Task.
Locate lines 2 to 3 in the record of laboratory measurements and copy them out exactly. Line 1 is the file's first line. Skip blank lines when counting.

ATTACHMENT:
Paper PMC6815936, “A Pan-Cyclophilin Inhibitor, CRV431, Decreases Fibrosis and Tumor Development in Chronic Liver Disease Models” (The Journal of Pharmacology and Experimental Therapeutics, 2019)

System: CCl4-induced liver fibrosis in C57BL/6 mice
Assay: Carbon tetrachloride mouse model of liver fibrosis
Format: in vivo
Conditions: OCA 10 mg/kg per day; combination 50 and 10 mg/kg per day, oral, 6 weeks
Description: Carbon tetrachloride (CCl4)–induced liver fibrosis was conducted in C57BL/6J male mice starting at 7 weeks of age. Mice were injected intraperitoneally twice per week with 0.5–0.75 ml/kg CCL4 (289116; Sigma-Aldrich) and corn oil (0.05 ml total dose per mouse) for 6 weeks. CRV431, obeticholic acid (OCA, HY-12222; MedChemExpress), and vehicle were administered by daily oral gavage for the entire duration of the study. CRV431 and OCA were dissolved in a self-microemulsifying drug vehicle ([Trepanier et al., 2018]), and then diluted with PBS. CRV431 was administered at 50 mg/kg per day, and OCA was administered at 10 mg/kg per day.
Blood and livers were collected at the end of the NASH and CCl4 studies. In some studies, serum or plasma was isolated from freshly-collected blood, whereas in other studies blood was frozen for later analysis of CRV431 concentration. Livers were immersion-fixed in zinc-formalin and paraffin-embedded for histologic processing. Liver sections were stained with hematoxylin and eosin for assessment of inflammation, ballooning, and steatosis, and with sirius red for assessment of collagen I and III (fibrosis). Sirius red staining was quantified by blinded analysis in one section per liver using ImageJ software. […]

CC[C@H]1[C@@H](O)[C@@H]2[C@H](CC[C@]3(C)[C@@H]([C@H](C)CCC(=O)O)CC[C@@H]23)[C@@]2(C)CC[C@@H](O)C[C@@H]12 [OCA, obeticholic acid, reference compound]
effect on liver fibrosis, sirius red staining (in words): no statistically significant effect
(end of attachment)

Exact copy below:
System: CCl4-induced liver fibrosis in C57BL/6 mice
Assay: Carbon tetrachloride mouse model of liver fibrosis